• assist the veteran to resolve, if possible, a specific problem that is contributing to the insomnia, and where necessary, refer for psychological treatment
  • discourage the use of sleeping tablets if other methods have not yet been tried
  • provide education about the principles of good sleep habits.

These strategies are based on the premise that sleep problems can be developed and/or maintained by a series of problems or habits inherently disruptive to sleep. Sleep hygiene techniques seek to re-establish sleep promoting behaviours. Key features of sleep hygiene include:

  • establishing an appropriate sleep environment — insulate the bedroom against outside noises and to block out light, and keep the room at an even temperature
  • removing from the bedroom stimuli not associated with sleep
  • reducing the time spent in bed worrying about sleep or other matters — keep a notebook next to the bed for jotting down any thoughts that come to mind for the next day, then let them go
  • avoiding alcohol, caffeine and nicotine in the late afternoon and evening
  • exercising regularly - late in the afternoon or early in the evening.

An important component of sleep hygiene is stimulus control; encourage the veteran to:

  • go to bed only when sleepy
  • limit bedtime activities to sleep and sex
  • wait for sleep for 15-20 minutes
  • get up if they do not fall asleep
  • go to another room
  • stay up until they begin to feel sleepy
  • only then go back to bed
  • repeat this process as often as they need to fall asleep
  • get up at the same time each morning, no matter how long they have slept
  • do not have naps during the day.

Psychological interventions 

In the event that insomnia does not respond to self-management strategies and more formal intervention is required, CBT is the recommended approach (Cunnington, Junge & Fernando, 2013; Okajima, Komada & Inoue, 2011). It is designed to assist clients in developing healthy sleep habits through a range of behavioural interventions and in challenging the negative thoughts or cognitions that can play a role in maintaining and perpetuating sleep disturbance. CBT may include the following components:

  • Sleep hygiene and stimulus control strategies - These strategies include removing stimuli from the bedroom that is not related to sleep, avoiding caffeine, and ensuring that the bed is only associated with sleep. Refer to the ‘Psychoeducation and self-management strategies’ box above for further strategies.
  • Cognitive therapy – This is important as negative thoughts or cognitions can play a role in maintaining and perpetuating sleep disturbance. For example, the veteran may have worrying thoughts around the feared consequences about the loss of sleep and unrealistic expectations about how much sleep is actually required.

Psychological treatment setting and duration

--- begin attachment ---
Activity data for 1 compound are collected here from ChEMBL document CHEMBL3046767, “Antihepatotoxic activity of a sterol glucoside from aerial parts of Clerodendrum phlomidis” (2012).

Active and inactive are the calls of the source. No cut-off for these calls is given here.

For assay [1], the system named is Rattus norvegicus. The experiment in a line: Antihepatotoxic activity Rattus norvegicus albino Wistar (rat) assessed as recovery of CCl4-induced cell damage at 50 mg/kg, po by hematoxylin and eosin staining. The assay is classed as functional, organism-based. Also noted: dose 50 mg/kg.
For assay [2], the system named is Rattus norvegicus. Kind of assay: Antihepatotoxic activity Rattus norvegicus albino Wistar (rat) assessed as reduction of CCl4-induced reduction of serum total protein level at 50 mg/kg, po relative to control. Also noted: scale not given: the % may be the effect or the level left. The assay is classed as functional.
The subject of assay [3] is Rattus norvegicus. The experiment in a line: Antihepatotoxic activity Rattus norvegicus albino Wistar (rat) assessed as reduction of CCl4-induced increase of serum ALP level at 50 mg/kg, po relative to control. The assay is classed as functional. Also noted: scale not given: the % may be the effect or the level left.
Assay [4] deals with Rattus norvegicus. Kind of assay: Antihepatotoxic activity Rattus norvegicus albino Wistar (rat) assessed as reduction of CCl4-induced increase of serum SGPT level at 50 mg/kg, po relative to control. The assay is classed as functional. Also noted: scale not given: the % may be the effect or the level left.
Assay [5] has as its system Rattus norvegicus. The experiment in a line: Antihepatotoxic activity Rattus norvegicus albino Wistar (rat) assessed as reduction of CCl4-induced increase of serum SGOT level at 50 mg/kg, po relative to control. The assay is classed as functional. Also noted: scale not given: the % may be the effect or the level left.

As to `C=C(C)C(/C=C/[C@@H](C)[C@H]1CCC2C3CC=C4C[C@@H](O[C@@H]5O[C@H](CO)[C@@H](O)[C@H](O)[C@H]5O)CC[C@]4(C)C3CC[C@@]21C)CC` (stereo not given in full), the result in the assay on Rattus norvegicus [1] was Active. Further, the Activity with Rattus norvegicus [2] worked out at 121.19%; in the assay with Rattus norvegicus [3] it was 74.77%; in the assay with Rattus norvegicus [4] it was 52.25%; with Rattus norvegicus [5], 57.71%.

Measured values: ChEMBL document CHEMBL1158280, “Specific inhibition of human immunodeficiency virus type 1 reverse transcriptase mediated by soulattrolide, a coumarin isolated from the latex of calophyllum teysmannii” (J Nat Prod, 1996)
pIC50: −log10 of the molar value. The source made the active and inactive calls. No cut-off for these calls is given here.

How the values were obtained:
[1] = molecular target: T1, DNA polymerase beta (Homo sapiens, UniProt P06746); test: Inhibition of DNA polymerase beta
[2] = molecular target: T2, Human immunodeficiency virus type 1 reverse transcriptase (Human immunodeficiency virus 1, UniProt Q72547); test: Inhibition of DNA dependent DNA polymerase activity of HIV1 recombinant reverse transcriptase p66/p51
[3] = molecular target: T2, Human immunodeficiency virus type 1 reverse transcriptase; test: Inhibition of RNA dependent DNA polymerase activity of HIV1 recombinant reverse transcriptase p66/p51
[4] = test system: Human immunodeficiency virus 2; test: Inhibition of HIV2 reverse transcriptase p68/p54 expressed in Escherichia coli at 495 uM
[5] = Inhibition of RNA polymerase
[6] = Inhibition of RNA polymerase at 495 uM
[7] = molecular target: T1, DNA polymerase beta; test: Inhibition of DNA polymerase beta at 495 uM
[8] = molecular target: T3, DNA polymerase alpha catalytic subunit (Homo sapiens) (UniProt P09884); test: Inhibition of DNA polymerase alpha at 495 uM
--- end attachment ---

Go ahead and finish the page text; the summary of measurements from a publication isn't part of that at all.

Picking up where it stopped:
Insomnia can usually be treated in an outpatient setting. There is currently insufficient evidence to recommend an optimal duration of psychological treatment.

Pharmacological interventions

Pharmacotherapy for insomnia should not be used in isolation, but should be part of a range of interventions, including standard sleep hygiene measures and psychological treatments. If medication is considered necessary, non-benzodiazepine hypnotic agents such as zolpidem (e.g., Stilnox) and zopiclone (e.g., Imovane) are the preferred first-line agents. These are preferred as they have a cleaner profile of action, and do not have anxiolytic, muscle relaxant or anticonvulsant properties. They are less likely to distort normal sleep architecture or to cause rebound insomnia or withdrawal syndromes than benzodiazepines. Benzodiazepine hypnotics are problematic because of the potential for tolerance and dependency, residual daytime cognitive impairment, interference with motor function and association with confusional states and falls in the elderly. Longer-acting more potent agents such as nitrazepam (e.g., Alodorm) and flunitrazepam (e.g., Hypnodorm) should be avoided for these reasons. When other agents such as antihistamines and sedating antidepressants are used for their hypnotic effects, the broader array of potential side effects must be considered and balanced against the desired benefits. As a general principle, short-term use (less than four weeks) is preferable when using hypnotic medication as this helps to prevent many potential complications. Longer-term use may be required if stopping the medication leads to greater impairment of the veteran’s quality of life, and if all other treatments for insomnia have proven unsuccessful. In the longer-term situations, intermittent use is preferable to continuous use. Withdrawal from long-term use should always be tapered slowly.  

Referral and coordinated care for insomnia

  • VVCS - Veterans and Veterans Families Counselling Service (VVCS): This service provides veterans and their families with counselling and group programs Australia-wide. VVCS can be contacted 24 hours on 1800 011 046. (www.vvcs.gov.au)